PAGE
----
Pupkewitz looks to grey import market
Pupkewitz Motors says the grey imports that have flooded the country’s roads, mainly from Japan, do not directly impact on its business, but in fact presents a business opportunity for the car dealer, through the parts and servicing business segment.
In previous years, car dealers are reported to have lobbied government to ban the importation of the second-hand cars, citing their impact on their new car sales and safety concerns, but Pupkewitz Motoring Division Head, Ekkerd van Wyk, said they had not joined that chorus.
“We don’t talk to government at all regarding grey imports. We do not participate in that market segment,” Van Wyk told the Windhoek Observer.
He, however, said the company is investigating the possibility of participating in the grey import market through servicing and the sale of vehicle parts.
“As we speak, there is an opportunity to be involved in the aftermarket sales of grey imported vehicles, particular with parts and service. I firmly believe there is opportunity that makes sense, we will get involved, but we can’t get the reputation of Pupkewitz on something that is not sustainable,” he said.
Asked if the company had started investigating the possibility of investing in a workshop, Van Wyk said no commitments had been made on the plans.
“If we are going to get involved with grey imports, it will definitely be after we are 100 percent certain we can keep your vehicle on the road, otherwise we are going to let you down, putting our reputation at risk. It’s part of our five year strategy to look at various opportunities available in the sector,” he said.
“It’s difficult just to get on the bandwagon of grey imports not knowing where the parts will come from. There is no way I can open a workshop in Namibia not knowing where the parts are going to come from. It’s also important that I get access to the parts.”
Van Wyk said the car dealer, with franchise agreements with Nissan, Honda, GWM, Toyota and VW for Namibia, will also be making a foray into the pre-owned car business.
“We really want to focus on the pre-owned vehicles in Namibia because we think there is an opportunity, considering the downturn in the economy. We truly believe there exist an opportunity to expand our footprint in Namibia through pre-owned vehicles,” he said.
“As a reputable company, we cannot afford to sell a vehicle to a customer and not be able to give them the necessary backup service. The reason for focusing on South African imported vehicles is that they have readily available spares and backup.”
He said plans by government to cut its purchases of vehicle as part of its austerity measures and the slowdown in the local economy, was already being felt, but he remained optimistic that individual consumers will sustain the business.
“We saw last month a decline in Toyota sales and various other models also, so definitely the slowdown in the economy will have an impact on the business, but remember there are a lot of people out there on the road who are still under a service plan or a warranty,” Van Wyk said.
“The car park out there is huge, it is still substantial. As far as I know government granted a budget allocation of N$480 million for car purchases, I am not saying government will not buy, but I doubt if it will spend the allocated budget due to the fact that money is now quite scarce.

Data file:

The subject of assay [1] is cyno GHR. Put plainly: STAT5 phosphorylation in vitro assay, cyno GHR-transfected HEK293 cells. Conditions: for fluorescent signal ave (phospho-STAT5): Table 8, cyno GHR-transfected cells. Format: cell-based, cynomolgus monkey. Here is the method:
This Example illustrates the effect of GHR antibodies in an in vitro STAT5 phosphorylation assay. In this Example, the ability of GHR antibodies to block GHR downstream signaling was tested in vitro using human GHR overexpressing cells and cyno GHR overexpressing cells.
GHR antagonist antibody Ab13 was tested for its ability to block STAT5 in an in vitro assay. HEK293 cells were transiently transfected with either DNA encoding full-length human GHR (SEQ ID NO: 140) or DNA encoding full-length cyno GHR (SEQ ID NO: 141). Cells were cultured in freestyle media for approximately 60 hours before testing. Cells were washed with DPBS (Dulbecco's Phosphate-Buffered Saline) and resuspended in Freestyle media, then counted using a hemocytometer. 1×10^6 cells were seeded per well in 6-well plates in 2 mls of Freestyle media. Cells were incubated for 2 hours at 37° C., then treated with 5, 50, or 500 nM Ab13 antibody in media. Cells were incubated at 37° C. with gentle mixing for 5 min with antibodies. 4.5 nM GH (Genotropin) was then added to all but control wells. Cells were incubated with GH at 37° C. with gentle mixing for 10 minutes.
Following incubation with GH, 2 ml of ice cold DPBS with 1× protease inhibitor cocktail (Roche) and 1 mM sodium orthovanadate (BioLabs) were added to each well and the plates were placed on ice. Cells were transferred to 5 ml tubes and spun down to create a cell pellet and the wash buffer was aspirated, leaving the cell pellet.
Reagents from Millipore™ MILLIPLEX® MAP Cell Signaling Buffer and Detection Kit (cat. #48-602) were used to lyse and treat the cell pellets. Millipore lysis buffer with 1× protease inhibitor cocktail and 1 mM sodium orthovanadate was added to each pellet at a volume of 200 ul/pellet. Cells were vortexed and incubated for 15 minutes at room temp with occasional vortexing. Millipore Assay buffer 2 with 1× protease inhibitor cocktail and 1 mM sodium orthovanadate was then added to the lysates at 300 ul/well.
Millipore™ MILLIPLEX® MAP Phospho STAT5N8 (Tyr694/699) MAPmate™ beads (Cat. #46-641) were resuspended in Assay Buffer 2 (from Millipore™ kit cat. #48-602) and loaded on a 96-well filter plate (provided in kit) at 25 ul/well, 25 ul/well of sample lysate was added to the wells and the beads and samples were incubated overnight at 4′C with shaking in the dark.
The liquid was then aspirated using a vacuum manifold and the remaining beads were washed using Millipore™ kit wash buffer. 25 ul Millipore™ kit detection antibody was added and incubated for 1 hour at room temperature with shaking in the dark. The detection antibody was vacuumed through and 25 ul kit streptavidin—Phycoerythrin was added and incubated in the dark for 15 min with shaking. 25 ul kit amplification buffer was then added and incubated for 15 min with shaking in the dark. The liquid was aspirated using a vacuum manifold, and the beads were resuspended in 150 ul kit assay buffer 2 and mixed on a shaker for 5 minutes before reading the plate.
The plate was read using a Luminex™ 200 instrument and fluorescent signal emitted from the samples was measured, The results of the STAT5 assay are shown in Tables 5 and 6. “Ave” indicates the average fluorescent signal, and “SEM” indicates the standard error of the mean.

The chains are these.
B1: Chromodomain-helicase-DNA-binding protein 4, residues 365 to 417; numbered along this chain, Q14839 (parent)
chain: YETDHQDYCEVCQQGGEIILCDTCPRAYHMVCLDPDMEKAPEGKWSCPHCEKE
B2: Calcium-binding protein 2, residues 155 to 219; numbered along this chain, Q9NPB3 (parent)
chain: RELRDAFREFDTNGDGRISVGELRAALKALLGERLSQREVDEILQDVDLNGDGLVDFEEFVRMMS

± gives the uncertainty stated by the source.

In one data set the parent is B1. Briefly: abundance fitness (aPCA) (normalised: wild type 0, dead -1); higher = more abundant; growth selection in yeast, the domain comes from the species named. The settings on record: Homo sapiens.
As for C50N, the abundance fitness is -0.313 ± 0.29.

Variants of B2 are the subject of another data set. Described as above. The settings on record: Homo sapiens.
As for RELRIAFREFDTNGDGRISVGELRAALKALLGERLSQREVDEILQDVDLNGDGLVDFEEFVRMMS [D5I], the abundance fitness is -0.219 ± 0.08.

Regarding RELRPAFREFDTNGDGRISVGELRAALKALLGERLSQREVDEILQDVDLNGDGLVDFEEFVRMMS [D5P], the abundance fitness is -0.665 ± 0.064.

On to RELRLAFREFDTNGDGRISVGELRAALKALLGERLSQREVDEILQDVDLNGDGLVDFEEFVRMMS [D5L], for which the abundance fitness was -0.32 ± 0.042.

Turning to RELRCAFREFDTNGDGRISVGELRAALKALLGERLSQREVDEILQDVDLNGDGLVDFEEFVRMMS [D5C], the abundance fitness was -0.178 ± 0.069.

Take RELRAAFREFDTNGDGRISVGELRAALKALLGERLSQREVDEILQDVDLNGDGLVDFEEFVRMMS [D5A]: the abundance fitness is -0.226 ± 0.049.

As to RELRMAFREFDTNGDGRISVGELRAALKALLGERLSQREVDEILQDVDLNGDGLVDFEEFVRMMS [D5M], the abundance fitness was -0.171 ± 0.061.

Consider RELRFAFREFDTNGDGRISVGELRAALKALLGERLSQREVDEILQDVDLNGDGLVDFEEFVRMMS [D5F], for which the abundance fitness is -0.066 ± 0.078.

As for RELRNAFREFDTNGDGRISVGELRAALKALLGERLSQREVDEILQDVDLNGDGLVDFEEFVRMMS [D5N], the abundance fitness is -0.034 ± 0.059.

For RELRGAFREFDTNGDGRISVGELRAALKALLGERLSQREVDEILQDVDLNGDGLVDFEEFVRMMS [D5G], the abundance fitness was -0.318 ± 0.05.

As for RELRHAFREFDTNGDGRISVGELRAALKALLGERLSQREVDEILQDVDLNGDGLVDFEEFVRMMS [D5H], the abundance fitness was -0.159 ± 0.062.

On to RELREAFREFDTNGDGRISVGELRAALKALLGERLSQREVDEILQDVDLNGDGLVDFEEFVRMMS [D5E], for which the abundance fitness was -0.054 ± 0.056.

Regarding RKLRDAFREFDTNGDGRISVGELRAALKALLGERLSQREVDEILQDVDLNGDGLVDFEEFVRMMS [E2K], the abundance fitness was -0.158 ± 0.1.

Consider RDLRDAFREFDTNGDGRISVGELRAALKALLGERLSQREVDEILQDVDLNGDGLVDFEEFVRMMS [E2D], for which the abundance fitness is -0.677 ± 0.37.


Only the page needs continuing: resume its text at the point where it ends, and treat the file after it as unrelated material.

“Government will impact on our vehicle purchases, but looking at transport, it’s common knowledge that Namibians depend a lot on transport and thus people will still need to buy a vehicle, it might not be a new vehicle, but there is need.”
He said the revision of the Credit Agreements Act was not only impacting on the sector, but other sectors as well, including retail that offers goods and services on credit.
“Obviously it will have an influence, but we do not finance vehicles, that is the job for the banks. The fact that the financing schemes have changed, does not change our business. Of course we need some discipline in the market, people must buy what they can afford, but that’s the job for the banks,” the Pupkewitz Motors head said.
He said the introduction of the CO2 emissions tax on new passenger motor cars this year had a marginal impact on the company business, with Toyota South Africa having opted to take up the tab for its brand vehicles sold locally.
“On the CO2 taxes for Toyota: it’s not as severe as we thought it would be. Toyota South Africa and Namibia would cost exactly the same, with no price difference after the company offered to cover the costs of the tax. The taxes are still paid, but it’s just that Toyota South Africa decided that Toyota cars in South Africa and Namibia must cost the same, with no price difference, that’s the reason they are subsidizing the CO2 taxes,” Van Wyk said.
“On the other models, the price increase due to the tax was marginal, around N$2000 on average. In principle, they have actually lowered the prices of their cars in Namibia than what they used to be.”
This comes as it emerged local car prices have increased by about eight percent since January, a move attributed to a weak local currency.
“We have seen an increase of eight percent already for 2016 due to the decline of the Namibia dollar against the United States dollar. If things continue the way they are, we might see another four percent increase this year, a combined increase of about 12 percent eventually,” Van Wyk said.
Pupkewitz Motors, a unit of the Pupkewitz Group, operates 14 car dealerships across the country, employing 550 employees.
According to industry data, Namibia currently sells 1500 units of new vehicles per month, from a peak of 2000 vehicles in prior year.